With all this emotional baggage towards games based on The Simpsons, I can’t say I expect much out of Itchy and Scratchy—Miniature Golf Madness. Especially considering the double whammy of this Game Boy title game being released in the doldrums of the Game Boy, and it being itself a doldrum release of Acclaim’s The Simpsons license deal. Acclaim held the licence since the show was popular, and they clearly benefitted from Bartmania in the early 90s. They did the clever thing of ridding on the popularity of Bart. He was the hot new thing, and they marketed their games as Bart games. The other Simpsons characters were irrelevant. They stooped so low as to eventually make a game about Bartman, a five-second gag whose only benefit was that it sounded cool in concept. By 1994, when they released this game, Bartmania was over and the show had kept its popularity, but was far from the most talked about show on TV. The people at Acclaim tried out weird things with their licence. Virtual Bart on SNES and Genesis. The Simpsons: Bart & the Beanstalk on Game Boy a couple of months earlier. Why not try a mini-putt game featuring the cartoon characters that Bart loves?
I Sure Hope Someone Got Fired for That Blunder
Let’s start the game. You get through the menus and start playing the game. You are playing as Scratchy, in what looks like a side-scrolling platformer. In front of you is a ball, which makes the game somewhat unique: a side-scrolling golf game is not a regular occurrence. So you try to hit that ball, and oh boy! When you press the B button, Scratchy swings a club, and the ball just jumps in the air without moving forward.
I finally managed to figure out what is wrong, but it took forever! The game uses the B button as an attack. You’re supposed to use your attack against Itchy, but if you hit the ball with your attack it will react by jumping straight up. To get into your golfing stance, you need to press Up right next to the ball. So the game is about hitting a golf ball through a hole while dodging infinitely reappearing Itchy sprites. You pick up weapons to hit Itchy, but it seems the dastardly mouse constantly reappears. There is therefore no point in attacking it. You’re better simply jumping over Itchy and letting it go across the screen. You can then safely get back to the crappy mini-putt the game offers. You hit the ball a couple of times, try to clear a hill or a hole, jump over Itchy. Get a small chuckle out of the gigantic Krusty head.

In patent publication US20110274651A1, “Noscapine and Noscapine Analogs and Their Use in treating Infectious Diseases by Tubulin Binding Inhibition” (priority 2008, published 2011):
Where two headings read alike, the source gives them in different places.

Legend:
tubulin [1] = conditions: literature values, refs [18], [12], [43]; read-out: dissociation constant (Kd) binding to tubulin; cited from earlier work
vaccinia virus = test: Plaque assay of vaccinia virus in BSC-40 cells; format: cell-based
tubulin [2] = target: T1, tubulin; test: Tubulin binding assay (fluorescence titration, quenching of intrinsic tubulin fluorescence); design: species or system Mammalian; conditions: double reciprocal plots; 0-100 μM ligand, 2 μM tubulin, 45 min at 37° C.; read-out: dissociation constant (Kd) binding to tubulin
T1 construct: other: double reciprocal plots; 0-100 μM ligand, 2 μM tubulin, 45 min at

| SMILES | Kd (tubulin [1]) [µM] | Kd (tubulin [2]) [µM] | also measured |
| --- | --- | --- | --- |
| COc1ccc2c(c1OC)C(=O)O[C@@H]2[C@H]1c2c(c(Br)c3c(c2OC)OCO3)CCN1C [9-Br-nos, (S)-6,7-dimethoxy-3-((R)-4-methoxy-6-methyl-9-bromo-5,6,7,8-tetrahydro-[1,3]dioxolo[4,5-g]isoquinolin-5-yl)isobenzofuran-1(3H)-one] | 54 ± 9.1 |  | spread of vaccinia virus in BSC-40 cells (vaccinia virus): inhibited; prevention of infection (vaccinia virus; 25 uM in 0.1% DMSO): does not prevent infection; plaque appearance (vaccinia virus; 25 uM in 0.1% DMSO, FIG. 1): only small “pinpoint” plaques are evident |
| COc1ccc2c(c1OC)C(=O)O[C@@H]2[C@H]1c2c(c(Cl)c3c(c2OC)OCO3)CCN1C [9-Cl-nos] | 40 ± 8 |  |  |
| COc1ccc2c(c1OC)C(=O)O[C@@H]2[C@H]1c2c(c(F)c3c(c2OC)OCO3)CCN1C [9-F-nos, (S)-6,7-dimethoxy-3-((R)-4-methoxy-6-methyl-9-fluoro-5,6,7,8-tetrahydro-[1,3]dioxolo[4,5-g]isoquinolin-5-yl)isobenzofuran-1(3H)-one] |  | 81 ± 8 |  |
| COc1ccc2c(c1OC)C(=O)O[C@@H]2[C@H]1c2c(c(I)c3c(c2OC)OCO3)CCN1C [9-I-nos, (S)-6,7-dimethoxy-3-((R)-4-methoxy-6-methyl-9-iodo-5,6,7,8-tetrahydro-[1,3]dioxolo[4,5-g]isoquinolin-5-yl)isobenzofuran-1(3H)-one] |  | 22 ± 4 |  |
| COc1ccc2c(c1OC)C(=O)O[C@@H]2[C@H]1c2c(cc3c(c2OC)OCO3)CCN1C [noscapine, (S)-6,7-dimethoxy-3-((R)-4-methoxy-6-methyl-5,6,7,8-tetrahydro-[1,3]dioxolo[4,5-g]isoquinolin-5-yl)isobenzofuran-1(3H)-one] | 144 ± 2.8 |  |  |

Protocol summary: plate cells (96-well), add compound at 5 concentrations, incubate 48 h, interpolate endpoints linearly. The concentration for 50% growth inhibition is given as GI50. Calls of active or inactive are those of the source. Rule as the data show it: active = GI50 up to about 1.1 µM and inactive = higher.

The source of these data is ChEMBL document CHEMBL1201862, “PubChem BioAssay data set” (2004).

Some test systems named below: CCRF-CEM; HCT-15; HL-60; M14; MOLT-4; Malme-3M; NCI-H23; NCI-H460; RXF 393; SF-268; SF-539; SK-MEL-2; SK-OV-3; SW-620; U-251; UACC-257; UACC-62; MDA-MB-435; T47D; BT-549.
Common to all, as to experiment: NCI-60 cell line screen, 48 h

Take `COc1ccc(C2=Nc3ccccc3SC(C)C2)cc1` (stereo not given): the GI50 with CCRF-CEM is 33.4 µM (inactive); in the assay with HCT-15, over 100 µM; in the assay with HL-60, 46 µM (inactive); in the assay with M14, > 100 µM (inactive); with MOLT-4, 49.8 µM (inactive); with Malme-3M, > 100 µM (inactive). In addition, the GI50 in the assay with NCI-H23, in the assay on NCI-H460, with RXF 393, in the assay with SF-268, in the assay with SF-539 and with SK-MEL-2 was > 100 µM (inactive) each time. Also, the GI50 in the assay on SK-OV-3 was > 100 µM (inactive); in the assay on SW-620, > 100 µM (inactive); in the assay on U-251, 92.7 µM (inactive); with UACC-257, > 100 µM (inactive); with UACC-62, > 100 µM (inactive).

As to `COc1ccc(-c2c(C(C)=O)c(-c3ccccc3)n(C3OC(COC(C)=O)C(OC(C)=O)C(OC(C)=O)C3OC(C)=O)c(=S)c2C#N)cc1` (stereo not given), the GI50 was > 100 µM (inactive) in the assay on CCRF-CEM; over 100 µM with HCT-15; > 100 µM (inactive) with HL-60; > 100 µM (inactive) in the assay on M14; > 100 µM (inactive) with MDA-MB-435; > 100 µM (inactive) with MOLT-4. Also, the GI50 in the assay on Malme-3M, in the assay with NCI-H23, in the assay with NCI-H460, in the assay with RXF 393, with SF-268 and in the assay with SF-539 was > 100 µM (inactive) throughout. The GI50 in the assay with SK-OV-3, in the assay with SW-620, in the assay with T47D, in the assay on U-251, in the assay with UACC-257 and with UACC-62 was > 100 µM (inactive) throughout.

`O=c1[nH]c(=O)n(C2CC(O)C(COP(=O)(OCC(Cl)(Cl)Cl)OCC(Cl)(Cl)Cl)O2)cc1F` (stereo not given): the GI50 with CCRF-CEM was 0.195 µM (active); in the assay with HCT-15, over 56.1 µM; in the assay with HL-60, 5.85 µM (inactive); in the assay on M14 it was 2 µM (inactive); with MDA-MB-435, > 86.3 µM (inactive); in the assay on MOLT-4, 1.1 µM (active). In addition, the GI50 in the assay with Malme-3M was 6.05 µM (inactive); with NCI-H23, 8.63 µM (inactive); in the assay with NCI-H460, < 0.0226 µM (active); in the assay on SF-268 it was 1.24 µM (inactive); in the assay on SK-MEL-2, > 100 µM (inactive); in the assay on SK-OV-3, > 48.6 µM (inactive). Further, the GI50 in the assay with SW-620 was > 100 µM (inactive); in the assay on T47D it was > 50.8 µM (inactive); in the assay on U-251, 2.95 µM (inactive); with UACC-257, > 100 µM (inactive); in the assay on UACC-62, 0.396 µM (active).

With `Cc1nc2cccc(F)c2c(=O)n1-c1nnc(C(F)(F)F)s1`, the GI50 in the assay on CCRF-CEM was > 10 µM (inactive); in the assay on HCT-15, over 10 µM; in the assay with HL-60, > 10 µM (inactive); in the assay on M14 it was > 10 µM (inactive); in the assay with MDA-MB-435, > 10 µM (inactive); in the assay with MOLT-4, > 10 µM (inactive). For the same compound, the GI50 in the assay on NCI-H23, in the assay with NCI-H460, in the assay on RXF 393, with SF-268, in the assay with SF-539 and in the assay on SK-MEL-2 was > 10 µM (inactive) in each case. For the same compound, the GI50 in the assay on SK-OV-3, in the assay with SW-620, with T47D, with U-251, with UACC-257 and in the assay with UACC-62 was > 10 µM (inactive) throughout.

As a gameplay loop, it sucks. I’ve had enough playing one level. I do not need to play more of this useless game.
I feel like Game Boy players back then came to the same conclusion as me. Even with such anemic new releases, players had better options on Game Boy than what was newly released in 1994. Older classics could still be found, and if you move forward in time to 1996 after the failure of the Virtual Boy, Nintendo used the Player’s Choice rereleases as a way to put good titles on store shelves. Even during the doldrums years before the one-two punch of Pokémon and the Game Boy Color revitalized the Game Boy in 1998, you could still find excitement. You just had to skew towards older titles.
I do not believe that this terrible Itchy and Scratchy game needs to be tried at Nuremberg, but there must be a smaller venue for German war criminals where we could prosecute the game. All joking aside, there is no value whatsoever to be gained from playing the game. It simply exists as a marketing vehicle, released near the end of Acclaim’s licence, meant to find a new vein of interest with The Simpsons in the sleepy doldrums of Game Boy release years. Its historical value lies in its marketing during a tough year for both the Game Boy and games based on The Simpsons. For that, however, it is interesting. Those tough years existed for multiple reasons for the Game Boy, and gave us a couple of years where it was hard to look at a rack of new releases and feel excited. The developers who made this game were simply asked to provide something cheap that featured Itchy & Scratchy. That was enough to merit the release it got.